- I've proposed a solution for the 'typeof with actual types instead of expressions' issue from last week (https://github.com/atilaneves/dpp/pull/201)

- I've identified the problem with the nested C11 structs and unions mentioned last week. An explanation for this was given in response to Jacob's questions above (https://forum.dlang.org/post/ckxmzciqkijaarwgmsdh@forum.dlang.org and https://forum.dlang.org/post/xbbafbbscjlgaoqznxlw@forum.dlang.org). I also proposed a solution for this issue here: https://github.com/atilaneves/dpp/pull/204

- On several occasions (when translating virtio.h), some function parameters' types contain the struct keyowrd which produces compiling errors. I'll try to solve this particular issue and other bugs in the next few days
November 04
On Sunday, 3 November 2019 at 16:37:36 UTC, Cristian Becerescu wrote:

> When encountering anonymous structs or unions, dpp gives them a name. And this forces dpp to declare a member of that 'now-named-anon' record type and also provide accessors for the 'now-named-anon' record (because unnamed records also implicitly declare a member of their type).

But the question is why is DPP generating named unions/structs when D supports anonymous ones?

--
/Jacob Carlborg
November 04
On Monday, 4 November 2019 at 09:17:57 UTC, Jacob Carlborg wrote:
> On Sunday, 3 November 2019 at 16:37:36 UTC, Cristian Becerescu wrote:
>
>> When encountering anonymous structs or unions, dpp gives them a name. And this forces dpp to declare a member of that 'now-named-anon' record type and also provide accessors for the 'now-named-anon' record (because unnamed records also implicitly declare a member of their type).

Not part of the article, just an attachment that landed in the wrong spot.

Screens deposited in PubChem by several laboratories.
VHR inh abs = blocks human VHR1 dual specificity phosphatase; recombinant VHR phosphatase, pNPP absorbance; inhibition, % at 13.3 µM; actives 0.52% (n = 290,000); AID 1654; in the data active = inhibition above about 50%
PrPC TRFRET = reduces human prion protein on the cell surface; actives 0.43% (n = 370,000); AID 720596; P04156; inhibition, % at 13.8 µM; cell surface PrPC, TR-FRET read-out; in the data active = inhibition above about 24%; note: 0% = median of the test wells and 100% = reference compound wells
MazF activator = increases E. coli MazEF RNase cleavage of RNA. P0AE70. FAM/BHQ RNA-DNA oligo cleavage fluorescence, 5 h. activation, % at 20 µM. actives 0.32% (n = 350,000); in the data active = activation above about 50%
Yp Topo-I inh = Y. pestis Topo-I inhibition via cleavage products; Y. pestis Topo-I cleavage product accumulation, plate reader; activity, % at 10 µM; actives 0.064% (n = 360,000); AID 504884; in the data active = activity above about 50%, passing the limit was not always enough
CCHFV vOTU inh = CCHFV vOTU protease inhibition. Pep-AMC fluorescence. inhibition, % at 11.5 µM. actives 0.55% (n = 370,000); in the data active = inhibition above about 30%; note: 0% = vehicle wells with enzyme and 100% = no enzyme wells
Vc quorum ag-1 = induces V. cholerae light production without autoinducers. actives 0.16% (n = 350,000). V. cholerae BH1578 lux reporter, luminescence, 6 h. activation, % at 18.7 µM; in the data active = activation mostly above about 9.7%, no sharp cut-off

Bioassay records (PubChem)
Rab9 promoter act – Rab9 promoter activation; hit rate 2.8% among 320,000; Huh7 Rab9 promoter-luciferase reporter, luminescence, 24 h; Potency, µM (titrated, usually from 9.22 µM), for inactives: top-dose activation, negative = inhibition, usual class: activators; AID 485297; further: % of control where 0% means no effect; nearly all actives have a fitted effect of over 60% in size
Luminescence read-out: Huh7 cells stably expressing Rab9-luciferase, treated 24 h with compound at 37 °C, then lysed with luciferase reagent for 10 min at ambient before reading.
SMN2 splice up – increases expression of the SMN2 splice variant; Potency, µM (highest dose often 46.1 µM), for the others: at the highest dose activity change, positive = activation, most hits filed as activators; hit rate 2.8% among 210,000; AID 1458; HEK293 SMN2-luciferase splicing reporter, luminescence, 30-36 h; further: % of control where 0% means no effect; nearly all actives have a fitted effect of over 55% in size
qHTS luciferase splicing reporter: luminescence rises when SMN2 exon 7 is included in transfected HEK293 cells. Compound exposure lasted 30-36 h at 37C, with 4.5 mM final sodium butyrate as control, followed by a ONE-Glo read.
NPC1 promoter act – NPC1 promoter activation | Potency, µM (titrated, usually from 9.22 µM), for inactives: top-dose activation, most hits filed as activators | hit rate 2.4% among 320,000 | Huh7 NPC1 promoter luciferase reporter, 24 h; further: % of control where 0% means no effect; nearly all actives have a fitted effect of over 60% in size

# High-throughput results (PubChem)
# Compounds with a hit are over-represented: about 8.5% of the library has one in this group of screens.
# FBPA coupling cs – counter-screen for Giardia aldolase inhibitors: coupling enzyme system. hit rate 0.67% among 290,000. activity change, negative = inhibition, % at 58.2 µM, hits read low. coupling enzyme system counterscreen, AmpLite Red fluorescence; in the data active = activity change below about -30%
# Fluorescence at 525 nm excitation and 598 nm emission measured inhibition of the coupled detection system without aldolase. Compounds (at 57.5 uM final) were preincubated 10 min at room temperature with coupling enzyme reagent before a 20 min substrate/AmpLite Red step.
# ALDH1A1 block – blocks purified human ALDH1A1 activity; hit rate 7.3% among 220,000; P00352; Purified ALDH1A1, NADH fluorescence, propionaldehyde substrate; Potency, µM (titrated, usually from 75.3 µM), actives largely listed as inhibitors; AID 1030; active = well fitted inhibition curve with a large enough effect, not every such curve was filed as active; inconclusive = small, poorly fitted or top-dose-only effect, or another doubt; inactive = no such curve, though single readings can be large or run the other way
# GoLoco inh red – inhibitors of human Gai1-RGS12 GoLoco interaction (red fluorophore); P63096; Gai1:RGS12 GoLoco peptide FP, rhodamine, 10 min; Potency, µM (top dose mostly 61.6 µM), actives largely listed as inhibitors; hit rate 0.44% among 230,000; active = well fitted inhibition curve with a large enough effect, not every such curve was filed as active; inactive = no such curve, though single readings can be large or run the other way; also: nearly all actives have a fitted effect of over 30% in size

>
> But the question is why is DPP generating named unions/structs when D supports anonymous ones?

Probably because I either didn't know that at the time but knew and forgot. I don't remember what I was trying to do or why just doing the obvious failed.

November 05
On 05/11/2019 5:48 AM, Atila Neves wrote:
> On Monday, 4 November 2019 at 09:17:57 UTC, Jacob Carlborg wrote:
>> On Sunday, 3 November 2019 at 16:37:36 UTC, Cristian Becerescu wrote:
>>
>>> When encountering anonymous structs or unions, dpp gives them a name. And this forces dpp to declare a member of that 'now-named-anon' record type and also provide accessors for the 'now-named-anon' record (because unnamed records also implicitly declare a member of their type).
>>
>> But the question is why is DPP generating named unions/structs when D supports anonymous ones?
> 
> Probably because I either didn't know that at the time but knew and forgot. I don't remember what I was trying to do or why just doing the obvious failed.

It sounds like you were too liberal in doing this.

There is a variant of struct/union in C which has a named instance but no type name.
November 04
On 2019-11-04 17:54, rikki cattermole wrote:

> There is a variant of struct/union in C which has a named instance but no type name.

You mean like this?

struct Foo
{
    struct
    {
        int a;
    } b;
}

That still needs to be translated to a named struct in D.

-- 
/Jacob Carlborg